Breakout trading consists in looking for narrow and long trading ranges where volatility has diminished and establish a position as the price breaks out of it, thereby taking advantage of a subsequent expected strong trend move. Trade breakouts is not an easy business because markets more often than not tend to reverse to the mean. Anyhow to the experience trader a breakout provides an edge and a framework around which builds a trading strategy.

What’re the dynamics behind a breakout?

The price of a security or a forex rate is set by two opposite forces, buyers and sellers. Buyers move prices higher until they encounter enough sellers that are motivated enough to step in and stop the advance. Sellers move prices lower until they encounter enough buyer that are motivated enough to step in and stop the decline.

A consolidation happens when there is a general agreement about the current market price. During a consolidation the two forces in the market overall are balancing each other. This situation can go on for minutes, hours, days… Years.

There is a third important force that moves the market and that can come into play at any moment. The third force is represented by those market participants that are on the sidelines, but at any moment can step in.

Going back to the price consolidation, at a certain point the balance comes to an end (for whatever reason). At that moment some of those traders that were on the sidelines and looking for an opportunity to buy or sell get “excited”, jump into the market and that small initial unbalance may get either sold or bought. The same excitement may also influence buyers and sellers that were already involved in the market during the consolidation range.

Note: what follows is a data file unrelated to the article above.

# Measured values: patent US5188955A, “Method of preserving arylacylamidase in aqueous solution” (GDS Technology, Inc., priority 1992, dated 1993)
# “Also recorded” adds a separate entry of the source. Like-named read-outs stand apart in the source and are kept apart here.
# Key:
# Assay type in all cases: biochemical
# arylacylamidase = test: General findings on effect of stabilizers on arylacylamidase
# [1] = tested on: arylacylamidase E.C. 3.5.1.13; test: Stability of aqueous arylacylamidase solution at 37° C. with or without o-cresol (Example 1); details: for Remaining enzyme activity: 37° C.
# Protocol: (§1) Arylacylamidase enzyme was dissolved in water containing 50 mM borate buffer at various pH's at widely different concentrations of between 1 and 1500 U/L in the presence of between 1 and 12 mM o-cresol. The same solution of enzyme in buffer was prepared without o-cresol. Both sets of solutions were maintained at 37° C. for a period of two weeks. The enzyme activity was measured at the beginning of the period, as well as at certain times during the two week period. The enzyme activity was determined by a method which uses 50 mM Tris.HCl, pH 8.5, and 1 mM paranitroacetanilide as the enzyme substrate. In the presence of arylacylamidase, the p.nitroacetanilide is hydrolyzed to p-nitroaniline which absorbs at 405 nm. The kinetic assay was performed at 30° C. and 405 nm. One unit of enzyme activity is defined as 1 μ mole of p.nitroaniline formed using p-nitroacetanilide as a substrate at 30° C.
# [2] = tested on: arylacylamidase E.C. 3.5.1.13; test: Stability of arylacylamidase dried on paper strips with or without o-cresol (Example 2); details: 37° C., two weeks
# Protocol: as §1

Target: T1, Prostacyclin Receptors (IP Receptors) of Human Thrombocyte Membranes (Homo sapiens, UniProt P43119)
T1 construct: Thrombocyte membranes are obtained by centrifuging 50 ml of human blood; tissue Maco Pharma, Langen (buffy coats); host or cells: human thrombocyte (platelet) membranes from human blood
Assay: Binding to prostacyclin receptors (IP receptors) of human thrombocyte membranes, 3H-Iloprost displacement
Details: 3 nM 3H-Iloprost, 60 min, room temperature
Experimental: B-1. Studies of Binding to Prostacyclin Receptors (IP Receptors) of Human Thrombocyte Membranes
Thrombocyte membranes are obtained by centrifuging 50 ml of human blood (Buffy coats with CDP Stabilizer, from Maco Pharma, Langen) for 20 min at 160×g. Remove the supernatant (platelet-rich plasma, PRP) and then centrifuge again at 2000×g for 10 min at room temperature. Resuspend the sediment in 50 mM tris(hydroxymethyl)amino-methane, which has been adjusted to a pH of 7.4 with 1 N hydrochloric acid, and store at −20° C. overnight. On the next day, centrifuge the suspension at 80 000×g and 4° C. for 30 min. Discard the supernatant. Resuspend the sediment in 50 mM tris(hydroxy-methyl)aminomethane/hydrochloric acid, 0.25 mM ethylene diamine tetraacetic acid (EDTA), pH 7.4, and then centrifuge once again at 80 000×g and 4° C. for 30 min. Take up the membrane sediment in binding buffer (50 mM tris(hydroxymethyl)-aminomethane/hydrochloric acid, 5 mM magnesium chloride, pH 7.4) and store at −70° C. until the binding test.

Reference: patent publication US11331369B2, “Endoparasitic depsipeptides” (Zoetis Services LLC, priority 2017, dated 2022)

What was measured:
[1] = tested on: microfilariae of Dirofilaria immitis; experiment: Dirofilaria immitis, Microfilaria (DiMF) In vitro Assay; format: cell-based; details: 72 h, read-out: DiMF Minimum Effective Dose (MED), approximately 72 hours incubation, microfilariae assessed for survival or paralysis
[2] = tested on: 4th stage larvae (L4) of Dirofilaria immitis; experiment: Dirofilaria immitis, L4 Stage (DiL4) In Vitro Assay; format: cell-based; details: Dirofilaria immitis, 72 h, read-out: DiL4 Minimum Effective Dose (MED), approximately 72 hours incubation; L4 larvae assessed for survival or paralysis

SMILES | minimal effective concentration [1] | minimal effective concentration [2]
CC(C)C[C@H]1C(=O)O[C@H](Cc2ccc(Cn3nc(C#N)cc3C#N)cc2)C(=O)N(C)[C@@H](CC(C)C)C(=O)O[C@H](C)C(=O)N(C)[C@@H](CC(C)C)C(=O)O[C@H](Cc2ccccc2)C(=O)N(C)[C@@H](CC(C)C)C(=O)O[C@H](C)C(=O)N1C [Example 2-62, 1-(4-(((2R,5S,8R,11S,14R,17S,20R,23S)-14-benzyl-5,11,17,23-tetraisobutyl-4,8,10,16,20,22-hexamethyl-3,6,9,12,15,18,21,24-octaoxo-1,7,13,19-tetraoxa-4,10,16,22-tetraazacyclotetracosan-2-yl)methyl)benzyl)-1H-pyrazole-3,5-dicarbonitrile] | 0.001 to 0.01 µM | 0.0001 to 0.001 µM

So, what happens next? Well, the market may either be in a stable equilibrium and the price falls back inside the range or inevitably in an unstable equilibrium and the slightest perturbation causes unstable equilibrium a sustained breakout.

In both cases the small perturbation has generated a lot of tensions. A lot of new actions and reactions. If you are a breakout trader you should live with this clear in your mind: jumping into a breakout is not like to  take a train that is leaving from the railway station! Is not that simple and mechanical.

Usually valid breakout happens on higher volume or open interest (in the futures market) because in all the revolution above mentioned there are all those traders that were on the sidelines, that now want to get involved in the disequilibrium for either speculate or hedge their underlying positions.

Prior to the breakout nobody knew what the third group of traders had their minds and how many do they were. They were not participating in the auction and there was not way for anybody to know what were their intentions before they got in. That is why you cannot forecast the market just looking at the past.

We classify breakouts in 4 categories:

  • If an unbalance on the upside get bought we talk about upside breakout.
  • If an unbalance gets sold we call it a downside breakout.
  • If the breakout is sold by a few and then bought by many with the prices getting back to the congestion range it is called a bear trap.
  • If the breakout is bought by few and then sold by many with the prices falling back to the congestion range it is called a bull trap.